Thursday, August 28, 2008

Watchmen Book Club: Chapter VI

So it's All About Rorschach in this chapter, with a series of illuminating, disturbing, depressing, graphic, and horrifying sessions with the prison-appointed psychiatrist. They talk about Rorchach's childhood -- little Walter Kovacs, slow-ish bully magnet with a whore for a mother -- and his more-incremental-than-we-thought evolution into Rorschach. The shrink serves as a surrogate for anyone who has to spend any significant time with Rorschach: Drieberg, the rest of the Crimebusters, and especially us readers. Prolonged exposure to Rorschach and his poisoned worldview is, I think it's safe to say, not good for one's emotional health.

I was totally in love with the artwork from this chapter. Kovacs's mom looks so trashily pock-marked, it's incredible. And the crowding of the talk bubbles when Walter's being bullied in flashback and in prison. And the ink blots and the dog's head and Walter's ruined, dead facial expressions. Just incredible.

I like how we're given such a typical "origin" for Rorschach -- the prostitute mom, the child abuse, the bullying -- but that ends up being more or less a fakeout. His origin ends up being more an accumulation of every shitty thing about the world, piled one on top of the other.

LOVED the origin of the mask -- the viscous, heat-sensitive dye trapped between two layers of latex, both metaphor AND practical explanation -- particularly because I had totally missed this the first time I read the book, and the whole "shape-shifting mask" thing always bugged me from a logistical standpoint. My geekery is now assuaged.

I'd also like to note that, say what you will about Rorschach, the way he writes and the way he speaks is downright elegant. His words, while disturbing, are gorgeously constructed. Yes, he's repellant to be around, yes he will fuck up your mind and suck you into his abyss of misanthropy, but the guy can tell a story, can he not?


Nicole said...

I loved this chapter - it was so disturbing. That the guy has issues with women is obvious, but I thought it was interesting that all the events in his life contributing to his Rorschach evolution centered around women as well: his mother's whoring, getting teased for said whoring, working in the women's clothing factory (which he found humiliating), attempting to rescue the 6 year old girl.

I also liked the interaction with Rorschach and the psychiatrist. It's funny, I Rorschach was right on when he said that the guy was only helping him to make himself famous. But I think the guy did really want to make him better and help him too. Any chance he gets, Rorschach will focus on the negative in people.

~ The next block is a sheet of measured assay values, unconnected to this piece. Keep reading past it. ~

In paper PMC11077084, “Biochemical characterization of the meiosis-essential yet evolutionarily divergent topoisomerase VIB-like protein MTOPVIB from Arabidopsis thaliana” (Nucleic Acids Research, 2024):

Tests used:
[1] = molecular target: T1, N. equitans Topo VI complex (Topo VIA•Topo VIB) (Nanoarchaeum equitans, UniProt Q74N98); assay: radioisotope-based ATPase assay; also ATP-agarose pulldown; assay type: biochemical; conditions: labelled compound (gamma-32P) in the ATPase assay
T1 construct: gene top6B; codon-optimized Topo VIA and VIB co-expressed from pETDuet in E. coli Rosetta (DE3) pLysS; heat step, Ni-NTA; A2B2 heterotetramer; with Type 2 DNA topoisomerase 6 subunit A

sb said...

Totally loved this chapter. It was nice to finally have an explanation for Rorschach, especially his misogyny. But it made me wish we'd had a similar chapter on the Comedian. If this is the stuff that made Rorschach the way he is, can you imagine what happened in THAT guy's past?

jessica said...

VERY disturbing. I love how, by the end, the psychiatrist was narrating very similarly to Rorschach's style: unemotional, monotone, fragmented.

I, too, liked the explanation of the mask. I noticed early on how his "facial expressions" seemed to change and I wondered how that was possible.

I'm getting the feeling that this book is not going to end well.

Omar said...

Like I mentioned in the last issue comments, it's been years and years since I'd last read "Watchmen," so it feels very fresh to me.

One thing that stood out to me in this chapter was the Kitty Genovese connection -- I'd first heard of that incident when I read Harlan Ellison's short story, "The Whimper of Whipped Dogs" and the introduction he wrote to it in one of his story collections.

Loved the bits from the early costuming days where it seemed like Kovaks had finally found a way to fit in and his subsequent fascination with Comedian.

dan mac said...

I swear another commenter brought this up in discussion of an earlier chapter, but my quick re-perusal didn't reveal it. I'd meant to stick a pin in it for when we got to this chapter, but I don't want to take credit for the find; whoever made the comment should speak up.

Anyway, way back in Chapter II, during a flashback to the meeting of the Crimebusters, we get one word bubble from Rorshach on page 10, where the text and lines aren't all jagged. In fact, his statement ("Obviously, I agree--but a group this size seems more like a publicity exercise somehow. It's too big and unwieldy...") is remarkably coherent, and totally unrecognizable as the Rorshach we come to know. Near as I can tell, this is the only time his word bubbles don't appear jagged while he's wearing the Rorshach mask.

This detail further emphasizes what a profound break it was in Rorshach's psyche, when he discovers the fate of the kidnapped girl and butchers the dog. It's explicitly commented on by the psychiatrist, that his childhood prepared him for the moment, but it's the moment that sent him over the edge.

I don't know what to make of it yet, but it's significant that in both of the hero origins we've seen so far, Dr. Manhattan and Rorshach, the man is destroyed to create the hero.

I'm getting the feeling that this book is not going to end well.

As opposed to how it began? haha

Joe Reid said...

You know, I figured it was based on a real incident, but I didn't realize the Kitty Genovese attack was an actual thing, name and all. Chalk another one up to the awesome mirror-universe thing.

The Wikipedia entry on that is pretty interesting, particularly some of the debunking (the idea that the neighbors watched while the woman was killed appears to be inaccurate). Which makes me think it's an even better touchstone for Rorschach: of course he'd readily believe the worst in people. Of course he'd believe they'd watch.